In a few years Ireland has gone from being the land of emigrants and missionaries par excellence to being the land of immigration and compromised church institutions. The country is full of Europeans originating from almost all countries of the Union (with a certain prevalence of Polish, Spaniards and Italians) as well as Africans (mainly Nigerians). Immigration in Ireland has been a success story. Immigration from traditionally Catholic countries obviously posed a limited amount of problems (apart from the usual cases of abuse of the system); also African immigration has taken on very different characteristics from those which are typical in other countries (including Italy). If in 1997 it was almost impossible to meet black people, in 2002 the Sub-Saharan community was already able to organize a cultural festival. For them, the choice of Ireland is primarily dictated by the desire to undertake studies as well as by family needs (reunions, medical treatments, etc) which in many cases are successfully fulfilled.

Trinity College – Dublin – Old Library
Trinity College – Dublin – Old Library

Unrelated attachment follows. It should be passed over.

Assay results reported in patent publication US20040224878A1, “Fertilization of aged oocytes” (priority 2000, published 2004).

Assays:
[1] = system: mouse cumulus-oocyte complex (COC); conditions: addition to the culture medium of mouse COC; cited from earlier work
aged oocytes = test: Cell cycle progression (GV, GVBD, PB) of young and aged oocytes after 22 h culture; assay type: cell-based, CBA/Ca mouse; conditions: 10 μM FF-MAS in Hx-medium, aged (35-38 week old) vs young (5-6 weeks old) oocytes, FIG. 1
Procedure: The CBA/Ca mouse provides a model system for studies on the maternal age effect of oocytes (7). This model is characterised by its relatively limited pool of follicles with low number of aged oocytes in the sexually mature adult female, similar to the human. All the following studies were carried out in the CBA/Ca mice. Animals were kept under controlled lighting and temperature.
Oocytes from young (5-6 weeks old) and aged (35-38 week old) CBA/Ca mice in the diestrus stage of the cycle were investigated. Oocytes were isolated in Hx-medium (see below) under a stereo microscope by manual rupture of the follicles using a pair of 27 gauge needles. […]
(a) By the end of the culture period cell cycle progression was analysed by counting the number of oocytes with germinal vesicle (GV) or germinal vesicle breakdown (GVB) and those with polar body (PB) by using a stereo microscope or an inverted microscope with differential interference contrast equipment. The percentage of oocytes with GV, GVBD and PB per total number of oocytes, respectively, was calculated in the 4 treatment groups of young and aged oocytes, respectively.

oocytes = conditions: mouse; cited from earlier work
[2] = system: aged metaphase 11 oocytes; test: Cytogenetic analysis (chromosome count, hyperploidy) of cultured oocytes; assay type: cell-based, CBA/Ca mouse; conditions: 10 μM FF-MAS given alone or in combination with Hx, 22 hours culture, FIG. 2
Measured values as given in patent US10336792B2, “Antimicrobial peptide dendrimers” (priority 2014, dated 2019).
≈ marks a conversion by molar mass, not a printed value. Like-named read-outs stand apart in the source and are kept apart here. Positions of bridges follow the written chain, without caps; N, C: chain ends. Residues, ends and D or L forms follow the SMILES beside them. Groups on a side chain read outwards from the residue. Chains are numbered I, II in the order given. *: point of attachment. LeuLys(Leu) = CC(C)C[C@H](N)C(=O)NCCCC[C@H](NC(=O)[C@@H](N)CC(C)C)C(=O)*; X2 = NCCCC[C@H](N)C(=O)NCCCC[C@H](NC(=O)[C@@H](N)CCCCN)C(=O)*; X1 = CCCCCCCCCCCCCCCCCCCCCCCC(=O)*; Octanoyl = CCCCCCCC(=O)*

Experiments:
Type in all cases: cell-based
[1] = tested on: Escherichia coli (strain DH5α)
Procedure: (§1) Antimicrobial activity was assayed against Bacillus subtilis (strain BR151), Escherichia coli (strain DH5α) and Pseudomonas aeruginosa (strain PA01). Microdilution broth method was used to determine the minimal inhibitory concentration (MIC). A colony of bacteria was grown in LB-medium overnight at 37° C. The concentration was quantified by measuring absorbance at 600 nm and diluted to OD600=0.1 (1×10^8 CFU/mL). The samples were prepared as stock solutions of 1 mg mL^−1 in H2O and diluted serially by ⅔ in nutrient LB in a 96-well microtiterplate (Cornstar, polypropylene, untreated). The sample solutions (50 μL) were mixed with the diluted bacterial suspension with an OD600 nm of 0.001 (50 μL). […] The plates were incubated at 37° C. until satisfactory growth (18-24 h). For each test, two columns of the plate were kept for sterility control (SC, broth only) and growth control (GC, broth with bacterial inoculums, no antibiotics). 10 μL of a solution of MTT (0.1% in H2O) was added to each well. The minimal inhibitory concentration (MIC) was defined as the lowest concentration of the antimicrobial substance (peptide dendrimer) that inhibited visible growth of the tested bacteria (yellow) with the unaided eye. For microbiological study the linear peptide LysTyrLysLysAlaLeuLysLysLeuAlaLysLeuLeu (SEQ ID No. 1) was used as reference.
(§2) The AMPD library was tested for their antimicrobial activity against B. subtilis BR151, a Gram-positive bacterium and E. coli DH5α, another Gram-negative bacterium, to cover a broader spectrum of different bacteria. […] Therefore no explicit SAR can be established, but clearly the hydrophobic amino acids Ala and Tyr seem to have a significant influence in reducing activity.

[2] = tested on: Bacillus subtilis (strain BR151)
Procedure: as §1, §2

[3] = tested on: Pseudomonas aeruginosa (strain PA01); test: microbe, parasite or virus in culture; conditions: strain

The most visible change has however been the rapid depletion of the churches and religious institutions. This is not surprising considering the findings of the 2009 Ryan Report based on an investigation carried out in more than 200 religious institutions, according to which child abuse and harassment in catholic institutions was "endemic" during several decades (for more details see to Inquire into Child Abuse). Against this bleak backdrop, the 2012 Eucharistic Congress held in Dublin in 2012 appeared to many (including to myself) more like a funeral ceremony, celebrated according to forms and formulas no longer in line with the reality of Irish society and even offensive insofar as a certain pre-council ritualism and pietism has been able to resurface making the tears of those who had been offended by the same Church even more bitter.